Departments and areas from the Health Service worked closely with interior designers and the architects to design storage solutions and other areas appropriate to their individual needs within their departments. The GCUH project team consulted heavily with each service or area to ensure their needs for free-standing furniture were met, adhering to infection control guidelines and colour palettes when choosing the furniture.
The purchase of all loose furniture, filing, storage and workstations has been managed through a Best and Final Offer Process (BAFO). All suppliers approved on the Queensland Government Chief Procurement Office (QGCPO) Standing Offer Arrangement for Office Furniture, (Part B Project Fit out) were invited to respond. 5 of the 13 suppliers were selected to supply and install the loose furniture, filing, storage and workstations throughout GCUH.
How much of the equipment being installed in the fit out is sourced from within Australia?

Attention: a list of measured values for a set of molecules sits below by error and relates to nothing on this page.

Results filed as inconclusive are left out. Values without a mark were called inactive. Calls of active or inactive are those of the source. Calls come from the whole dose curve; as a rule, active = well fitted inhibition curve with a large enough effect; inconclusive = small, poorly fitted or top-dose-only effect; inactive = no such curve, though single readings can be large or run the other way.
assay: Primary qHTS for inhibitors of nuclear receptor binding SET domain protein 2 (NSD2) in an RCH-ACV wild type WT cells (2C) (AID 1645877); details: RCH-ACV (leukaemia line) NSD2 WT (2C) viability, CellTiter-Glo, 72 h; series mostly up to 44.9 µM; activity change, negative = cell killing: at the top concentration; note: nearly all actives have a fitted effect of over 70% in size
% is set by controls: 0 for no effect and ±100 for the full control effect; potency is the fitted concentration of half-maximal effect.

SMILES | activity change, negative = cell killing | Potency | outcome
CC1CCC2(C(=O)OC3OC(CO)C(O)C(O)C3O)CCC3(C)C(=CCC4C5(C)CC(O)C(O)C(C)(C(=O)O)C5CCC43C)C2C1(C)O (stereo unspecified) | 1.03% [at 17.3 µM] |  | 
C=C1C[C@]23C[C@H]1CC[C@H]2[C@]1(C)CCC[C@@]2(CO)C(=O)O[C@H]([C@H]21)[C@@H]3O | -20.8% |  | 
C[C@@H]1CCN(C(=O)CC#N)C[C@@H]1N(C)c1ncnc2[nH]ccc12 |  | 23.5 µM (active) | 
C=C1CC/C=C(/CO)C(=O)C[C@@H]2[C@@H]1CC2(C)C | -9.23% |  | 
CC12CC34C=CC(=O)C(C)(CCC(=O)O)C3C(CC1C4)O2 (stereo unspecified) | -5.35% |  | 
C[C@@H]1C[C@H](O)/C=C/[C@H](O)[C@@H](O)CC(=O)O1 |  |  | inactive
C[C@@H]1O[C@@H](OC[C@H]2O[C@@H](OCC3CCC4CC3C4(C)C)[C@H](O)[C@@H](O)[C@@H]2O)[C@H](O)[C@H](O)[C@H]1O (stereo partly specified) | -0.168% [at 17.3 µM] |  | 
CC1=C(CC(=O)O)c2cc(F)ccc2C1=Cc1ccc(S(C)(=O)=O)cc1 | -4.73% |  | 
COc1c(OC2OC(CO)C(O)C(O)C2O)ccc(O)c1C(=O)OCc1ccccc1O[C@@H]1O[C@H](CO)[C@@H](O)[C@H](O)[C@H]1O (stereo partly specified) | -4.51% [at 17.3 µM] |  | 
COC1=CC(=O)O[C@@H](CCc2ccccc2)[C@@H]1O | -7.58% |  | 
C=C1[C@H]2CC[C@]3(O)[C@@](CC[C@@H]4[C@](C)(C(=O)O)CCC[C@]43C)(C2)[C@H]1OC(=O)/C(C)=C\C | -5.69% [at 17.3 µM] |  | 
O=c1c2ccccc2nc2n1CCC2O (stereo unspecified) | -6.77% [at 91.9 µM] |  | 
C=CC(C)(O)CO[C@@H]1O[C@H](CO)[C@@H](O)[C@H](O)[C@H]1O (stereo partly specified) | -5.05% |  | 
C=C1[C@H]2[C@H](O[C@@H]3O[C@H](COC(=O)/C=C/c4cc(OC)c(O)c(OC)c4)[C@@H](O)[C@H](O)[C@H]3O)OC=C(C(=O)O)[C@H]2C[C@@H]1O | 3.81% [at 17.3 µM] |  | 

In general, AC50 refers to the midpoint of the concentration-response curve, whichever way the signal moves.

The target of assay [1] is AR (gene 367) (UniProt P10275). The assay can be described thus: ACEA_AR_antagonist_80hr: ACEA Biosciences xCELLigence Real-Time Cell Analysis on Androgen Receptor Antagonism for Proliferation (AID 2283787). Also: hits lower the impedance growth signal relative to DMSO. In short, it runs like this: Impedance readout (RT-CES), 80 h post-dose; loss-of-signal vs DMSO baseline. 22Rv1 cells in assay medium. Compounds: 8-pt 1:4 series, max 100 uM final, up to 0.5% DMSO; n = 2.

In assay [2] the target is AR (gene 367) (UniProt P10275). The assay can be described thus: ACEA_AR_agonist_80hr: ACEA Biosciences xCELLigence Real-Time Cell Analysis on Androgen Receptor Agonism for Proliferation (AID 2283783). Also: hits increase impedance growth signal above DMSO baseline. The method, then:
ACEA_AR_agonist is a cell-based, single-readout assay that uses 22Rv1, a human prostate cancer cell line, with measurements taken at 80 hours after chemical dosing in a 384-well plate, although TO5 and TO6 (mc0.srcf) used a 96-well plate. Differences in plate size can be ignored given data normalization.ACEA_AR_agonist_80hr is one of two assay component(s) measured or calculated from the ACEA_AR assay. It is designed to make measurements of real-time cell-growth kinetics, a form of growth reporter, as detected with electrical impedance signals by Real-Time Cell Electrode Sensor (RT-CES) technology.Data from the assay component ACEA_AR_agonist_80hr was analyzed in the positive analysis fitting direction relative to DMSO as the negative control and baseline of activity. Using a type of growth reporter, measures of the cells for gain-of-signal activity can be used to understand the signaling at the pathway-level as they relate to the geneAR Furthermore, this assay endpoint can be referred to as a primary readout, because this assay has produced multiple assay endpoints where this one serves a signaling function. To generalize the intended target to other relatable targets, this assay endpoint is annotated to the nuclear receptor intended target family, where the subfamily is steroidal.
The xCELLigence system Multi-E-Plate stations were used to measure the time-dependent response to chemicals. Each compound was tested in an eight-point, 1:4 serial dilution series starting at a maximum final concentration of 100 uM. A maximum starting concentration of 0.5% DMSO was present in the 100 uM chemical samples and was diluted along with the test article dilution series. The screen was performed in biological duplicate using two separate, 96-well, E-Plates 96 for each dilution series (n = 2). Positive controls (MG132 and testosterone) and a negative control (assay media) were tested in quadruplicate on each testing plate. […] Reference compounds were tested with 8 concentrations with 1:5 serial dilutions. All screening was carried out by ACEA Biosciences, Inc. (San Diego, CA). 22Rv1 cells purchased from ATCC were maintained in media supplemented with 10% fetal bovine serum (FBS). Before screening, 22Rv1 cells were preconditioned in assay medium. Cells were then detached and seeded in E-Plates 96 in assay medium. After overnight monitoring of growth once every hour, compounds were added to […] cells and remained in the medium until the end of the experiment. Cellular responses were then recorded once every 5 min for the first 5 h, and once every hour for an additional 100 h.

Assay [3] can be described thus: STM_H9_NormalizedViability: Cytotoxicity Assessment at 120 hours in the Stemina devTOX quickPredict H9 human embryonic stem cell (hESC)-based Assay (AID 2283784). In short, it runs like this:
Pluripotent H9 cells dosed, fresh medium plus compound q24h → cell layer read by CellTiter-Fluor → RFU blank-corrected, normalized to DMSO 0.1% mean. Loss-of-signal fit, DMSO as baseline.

All the equipment purchased for GCUH has been sourced from within Australia, from either distributors or direct from manufacturers. The focus has been to ensure that competitive local suppliers are given the opportunity to supply to the project in line with mandated policy documents.
When it comes to the ongoing maintenance of the hospital, how often is the fit out reviewed?
There is a planned facility and equipment maintenance program within the new Hospital that has varying timeframes for review depending on the  manufacturer’s specifications and utilisation.
15. Mike AllsoppMr Michael Allsopp
Executive Director
Strategic Development, Gold Coast Health
Michael Allsopp commenced with Queensland Health in 1992 and has more than 30 years’ experience in health administration and capital works, in both New South Wales and Queensland. His qualifications include Bachelor of Business, Master of Business Administration and Fellowship of the Australian College of Health Service Managers.
As well as focussing on the development of the new 750 bed Gold Coast University Hospital, Michael is also working on the Robina Hospital expansion and the establishment of the Robina Health precinct. His role also has responsibility for facilitating the transformation of services and workforce development to enable the commissioning of these facilities for maximum community benefit.